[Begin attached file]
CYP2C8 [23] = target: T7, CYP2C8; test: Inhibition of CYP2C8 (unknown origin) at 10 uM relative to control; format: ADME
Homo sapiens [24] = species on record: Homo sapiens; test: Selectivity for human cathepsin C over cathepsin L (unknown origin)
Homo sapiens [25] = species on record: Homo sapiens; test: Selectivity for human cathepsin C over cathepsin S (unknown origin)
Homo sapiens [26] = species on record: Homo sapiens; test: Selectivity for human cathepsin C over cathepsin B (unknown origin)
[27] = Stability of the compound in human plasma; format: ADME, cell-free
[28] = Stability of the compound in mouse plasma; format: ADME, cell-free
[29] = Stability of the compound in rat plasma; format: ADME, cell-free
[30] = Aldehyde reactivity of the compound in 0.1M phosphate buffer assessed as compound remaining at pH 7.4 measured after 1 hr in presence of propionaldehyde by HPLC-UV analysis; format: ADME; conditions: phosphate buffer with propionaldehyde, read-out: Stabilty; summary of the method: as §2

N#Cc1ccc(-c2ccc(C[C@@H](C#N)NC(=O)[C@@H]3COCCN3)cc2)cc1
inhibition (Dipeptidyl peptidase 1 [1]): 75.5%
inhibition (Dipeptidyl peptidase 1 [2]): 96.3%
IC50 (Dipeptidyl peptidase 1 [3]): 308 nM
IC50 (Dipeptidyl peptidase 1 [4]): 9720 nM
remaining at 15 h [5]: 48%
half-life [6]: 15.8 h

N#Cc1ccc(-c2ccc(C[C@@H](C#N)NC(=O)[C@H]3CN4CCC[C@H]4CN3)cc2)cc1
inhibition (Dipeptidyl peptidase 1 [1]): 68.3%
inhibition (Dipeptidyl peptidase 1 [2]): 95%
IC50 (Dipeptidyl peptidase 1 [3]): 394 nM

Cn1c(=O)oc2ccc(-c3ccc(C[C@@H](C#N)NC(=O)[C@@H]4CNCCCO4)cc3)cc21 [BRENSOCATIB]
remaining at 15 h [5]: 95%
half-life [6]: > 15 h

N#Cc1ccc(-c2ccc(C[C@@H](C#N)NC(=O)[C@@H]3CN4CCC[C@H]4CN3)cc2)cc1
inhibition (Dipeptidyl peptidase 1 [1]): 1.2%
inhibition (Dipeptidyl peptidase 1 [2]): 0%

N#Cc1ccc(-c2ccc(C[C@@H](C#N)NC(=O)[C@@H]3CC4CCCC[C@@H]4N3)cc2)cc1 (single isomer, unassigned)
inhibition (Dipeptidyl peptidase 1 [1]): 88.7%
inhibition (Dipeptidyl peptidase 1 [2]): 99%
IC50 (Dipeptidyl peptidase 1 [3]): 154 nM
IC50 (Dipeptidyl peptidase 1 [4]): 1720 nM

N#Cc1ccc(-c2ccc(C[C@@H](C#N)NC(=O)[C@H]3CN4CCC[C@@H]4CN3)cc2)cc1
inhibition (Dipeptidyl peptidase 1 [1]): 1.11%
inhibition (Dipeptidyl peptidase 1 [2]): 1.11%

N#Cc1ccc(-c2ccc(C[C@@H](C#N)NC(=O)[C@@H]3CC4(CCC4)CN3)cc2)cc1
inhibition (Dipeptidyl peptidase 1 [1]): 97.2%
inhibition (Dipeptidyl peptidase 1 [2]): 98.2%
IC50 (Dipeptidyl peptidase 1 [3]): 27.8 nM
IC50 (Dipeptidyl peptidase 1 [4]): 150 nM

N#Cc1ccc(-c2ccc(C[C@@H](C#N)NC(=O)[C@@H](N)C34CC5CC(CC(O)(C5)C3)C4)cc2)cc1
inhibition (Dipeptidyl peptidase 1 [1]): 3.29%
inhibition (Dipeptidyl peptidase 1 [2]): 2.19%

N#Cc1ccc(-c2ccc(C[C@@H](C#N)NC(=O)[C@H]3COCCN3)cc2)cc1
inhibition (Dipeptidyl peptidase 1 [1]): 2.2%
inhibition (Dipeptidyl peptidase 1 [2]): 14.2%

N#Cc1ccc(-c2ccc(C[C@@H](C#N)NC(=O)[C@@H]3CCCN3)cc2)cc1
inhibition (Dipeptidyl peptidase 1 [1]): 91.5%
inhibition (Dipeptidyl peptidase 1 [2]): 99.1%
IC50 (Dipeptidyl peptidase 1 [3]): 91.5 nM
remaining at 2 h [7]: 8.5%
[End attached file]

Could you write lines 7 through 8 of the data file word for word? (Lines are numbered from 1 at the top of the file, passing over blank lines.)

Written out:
[29] = Stability of the compound in rat plasma; format: ADME, cell-free
[30] = Aldehyde reactivity of the compound in 0.1M phosphate buffer assessed as compound remaining at pH 7.4 measured after 1 hr in presence of propionaldehyde by HPLC-UV analysis; format: ADME; conditions: phosphate buffer with propionaldehyde, read-out: Stabilty; summary of the method: as §2